“First of all, parents do not have the experience of teaching kids. So, if we believe, and we do believe educators have the expertise and experience to help kids gain understanding of content. Parents don’t have that background.”

Supovitz said eventually there will be concrete studies showing student learning during the pandemic was likely impeded.

And, school districts in Arizona aren’t taking official headcounts.

“As far as attendance, the state is not requiring nor allowing us to submit daily attendance so we are not tracking participation this way,” said Michelle Reese, spokeswoman for Higley Unified, the smaller district in Gilbert. “We are encouraging teachers to connect with families directly.” 

At its monthly meeting last week, the Arizona Board of Education granted a request from the Department of Education that it not be required to collect absence data, stating it “is not a prudent or feasible way to measure student engagement during a school closure and so represents an administrative burden without a purpose.”

Supovitz compared learning under COVID-19 with that of “summer melt,” which typically refers to learning loss suffered by students over summer break.

“I think that there will be probably more of a range in student abilities in entering next year,” he said.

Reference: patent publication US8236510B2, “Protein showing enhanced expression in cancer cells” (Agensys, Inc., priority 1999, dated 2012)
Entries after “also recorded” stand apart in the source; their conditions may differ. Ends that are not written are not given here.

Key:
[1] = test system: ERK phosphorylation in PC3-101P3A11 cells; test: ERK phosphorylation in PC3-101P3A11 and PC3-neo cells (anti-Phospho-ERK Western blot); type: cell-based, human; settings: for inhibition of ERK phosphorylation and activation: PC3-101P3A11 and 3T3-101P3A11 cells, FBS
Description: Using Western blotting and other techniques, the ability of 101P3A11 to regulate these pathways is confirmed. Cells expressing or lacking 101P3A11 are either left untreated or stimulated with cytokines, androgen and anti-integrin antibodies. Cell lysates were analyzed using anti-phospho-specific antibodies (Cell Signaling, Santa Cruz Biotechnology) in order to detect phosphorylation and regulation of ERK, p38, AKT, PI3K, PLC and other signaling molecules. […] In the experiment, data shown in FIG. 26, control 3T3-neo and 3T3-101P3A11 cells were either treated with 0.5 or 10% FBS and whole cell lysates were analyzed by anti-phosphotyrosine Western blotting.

But, he added, he didn’t think students will see their learning detrimentally affected.

He explained the remote learning is basically three months, so for a high school senior who’s had 12 years of studies under the belt, it’s not a huge impact.

And for the younger students, “they have much more time in front of them to acquire those knowledge and skills,” he said.

Also at a disadvantage are more than 200 Gilbert vo-tech juniors and seniors who split their class days between their GPS school and the East Valley Institute of Technology and had been working toward earning a certificate that qualifies them to work in their chosen trade.

EVIT spokeswoman CeCe Todd said they’ll have to wait to get that certification.

“For those who wish to enter the workforce and need industry certifications to do that, EVIT will provide additional hands-on training once students are allowed back on campus to help ensure they can pass industry certification exams,” she said, adding: